With APRS you will need 4 items.
- Ham Radio Transceiver (Simplex 144.390 MHz)
- APRS Software
Network OSI Model. This allows for a computer or a TNC capable radio to communicate over the radio waves. Much like the internet of the old days with a modem. You would use a modem to modulate an audio signal over the phone line. Another example would be a fax machine.
A Global Positioning System, or GPS is recommended, but not a required item. You should be able to manually set your GPS coordinates. Though if you are mobile with a vehicle, its suggested that you have a GPS. Again not required but recommended. Some radio / TNC systems will just need a GPS antenna. While other systems might actually need a full GPS for you to connect to your TNC / Radio. Best to read your owners manual for a more proper answer to your gear. I've recently discovered a device called Mobilinkd, which uses your cell phone and a GPS.
Software is where all the magic happens. In more recent times newer radios have their own version of software. It actually firmware because it is inside the radio. Any software that is embedded in hardware is always known as firmware. Since the OSI networking model is being used and the AX.25 protocol in place of the Data Link Layer. Its just a matter of knowing a few commands / responses. You could actually run an older TNC in terminal mode and do everything manully by hand with a command line in a terminal window.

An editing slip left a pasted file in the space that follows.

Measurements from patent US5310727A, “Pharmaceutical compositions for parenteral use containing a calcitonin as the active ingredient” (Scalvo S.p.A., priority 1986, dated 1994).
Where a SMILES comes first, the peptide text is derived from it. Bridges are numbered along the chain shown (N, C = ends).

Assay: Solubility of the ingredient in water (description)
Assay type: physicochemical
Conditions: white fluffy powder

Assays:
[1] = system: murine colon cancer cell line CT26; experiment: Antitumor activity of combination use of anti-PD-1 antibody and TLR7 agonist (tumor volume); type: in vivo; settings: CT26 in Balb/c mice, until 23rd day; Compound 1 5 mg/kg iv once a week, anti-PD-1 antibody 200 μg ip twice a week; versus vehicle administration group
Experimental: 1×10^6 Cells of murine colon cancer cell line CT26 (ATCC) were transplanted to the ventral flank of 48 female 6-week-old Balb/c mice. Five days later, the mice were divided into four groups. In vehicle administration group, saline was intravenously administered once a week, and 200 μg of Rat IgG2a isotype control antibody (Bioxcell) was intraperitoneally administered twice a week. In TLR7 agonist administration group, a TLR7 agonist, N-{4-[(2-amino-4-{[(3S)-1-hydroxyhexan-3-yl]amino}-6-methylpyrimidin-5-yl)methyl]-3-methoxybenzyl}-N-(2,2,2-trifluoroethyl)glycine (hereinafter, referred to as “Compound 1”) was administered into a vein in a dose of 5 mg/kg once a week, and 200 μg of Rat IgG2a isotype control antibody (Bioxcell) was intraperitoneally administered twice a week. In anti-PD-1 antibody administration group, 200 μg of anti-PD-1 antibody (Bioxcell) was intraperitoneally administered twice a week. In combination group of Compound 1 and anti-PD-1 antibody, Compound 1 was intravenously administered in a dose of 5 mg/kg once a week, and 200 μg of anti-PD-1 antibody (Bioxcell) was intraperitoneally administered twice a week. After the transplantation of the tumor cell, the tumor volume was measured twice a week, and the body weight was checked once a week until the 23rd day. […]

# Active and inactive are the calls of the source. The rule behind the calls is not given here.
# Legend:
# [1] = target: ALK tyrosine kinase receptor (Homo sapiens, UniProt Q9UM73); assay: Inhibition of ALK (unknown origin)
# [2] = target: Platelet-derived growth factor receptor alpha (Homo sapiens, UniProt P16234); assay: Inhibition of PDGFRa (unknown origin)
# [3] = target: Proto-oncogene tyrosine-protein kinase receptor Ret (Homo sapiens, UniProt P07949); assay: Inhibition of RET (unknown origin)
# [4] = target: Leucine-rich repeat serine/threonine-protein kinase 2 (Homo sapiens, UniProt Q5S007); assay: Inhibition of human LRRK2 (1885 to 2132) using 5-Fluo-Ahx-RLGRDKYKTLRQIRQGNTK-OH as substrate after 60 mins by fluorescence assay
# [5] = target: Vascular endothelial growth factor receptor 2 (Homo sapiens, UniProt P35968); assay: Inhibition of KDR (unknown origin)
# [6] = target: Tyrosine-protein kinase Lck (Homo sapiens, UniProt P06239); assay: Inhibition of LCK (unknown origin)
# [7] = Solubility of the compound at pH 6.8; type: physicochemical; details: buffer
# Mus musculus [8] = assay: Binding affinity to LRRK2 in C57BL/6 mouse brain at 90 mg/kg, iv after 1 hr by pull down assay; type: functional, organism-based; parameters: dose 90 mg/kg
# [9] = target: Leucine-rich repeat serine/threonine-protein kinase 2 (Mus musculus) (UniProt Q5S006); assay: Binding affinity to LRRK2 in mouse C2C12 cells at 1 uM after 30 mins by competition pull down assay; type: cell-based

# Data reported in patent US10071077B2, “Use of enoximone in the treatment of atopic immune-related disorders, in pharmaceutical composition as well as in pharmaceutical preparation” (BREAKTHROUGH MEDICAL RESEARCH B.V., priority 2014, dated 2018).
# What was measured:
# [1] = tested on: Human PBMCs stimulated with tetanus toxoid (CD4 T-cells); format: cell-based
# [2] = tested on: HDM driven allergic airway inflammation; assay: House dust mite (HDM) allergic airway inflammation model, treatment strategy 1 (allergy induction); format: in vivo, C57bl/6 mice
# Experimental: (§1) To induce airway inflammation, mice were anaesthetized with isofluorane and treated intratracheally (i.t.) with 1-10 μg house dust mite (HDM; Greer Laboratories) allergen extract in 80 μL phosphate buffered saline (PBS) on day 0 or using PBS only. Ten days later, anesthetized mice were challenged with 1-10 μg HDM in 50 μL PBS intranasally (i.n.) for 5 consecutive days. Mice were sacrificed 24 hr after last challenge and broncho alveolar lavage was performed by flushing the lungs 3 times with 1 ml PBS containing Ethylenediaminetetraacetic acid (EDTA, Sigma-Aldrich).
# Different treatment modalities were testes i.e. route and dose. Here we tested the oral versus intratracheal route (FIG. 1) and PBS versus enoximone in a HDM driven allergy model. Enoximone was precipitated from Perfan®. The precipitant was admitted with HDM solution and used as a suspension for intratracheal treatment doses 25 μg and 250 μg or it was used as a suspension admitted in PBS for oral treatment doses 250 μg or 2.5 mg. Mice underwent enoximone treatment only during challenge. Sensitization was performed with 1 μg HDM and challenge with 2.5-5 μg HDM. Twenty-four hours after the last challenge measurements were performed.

The APRS software program and registered trademark of Bob Bruninga, WB4APR. He has made packet communications much more exciting than before.This program allows you to track mobile stations on a map which you recall on a computer screen. Imagine seeing one mobile station moving on the map which can be scaled from .5 to 2000 miles. You also may be tracked on the computer screen of another station. For stations to be tracked must transmit beacons at certain intervals.
BASIC APRS SETUP
Now that you have an APRS setup. What can you do... ?
I'll tell you what I"ve done in the past.. you can go from there..
I've used it to allow up to a few minutes update as to where I am in my vehicle. Someone I know has a habit of calling my cell phone every 20 - 30 minutes asking where I'm at. Now I just provide a link in email and refer them to it..
Tracking shuttles during large volunteer events.
Tracking people (portable APRS)
Weather Stations reports to local hams.
Relay short text messages from one radio station to another.
If you search around on the internet, you'll see there are many tracking purposes, and you might come up with some ideas of your own..
I hope that this provides you with enough information to get you started with APRS.
Tracy - KD6VZQ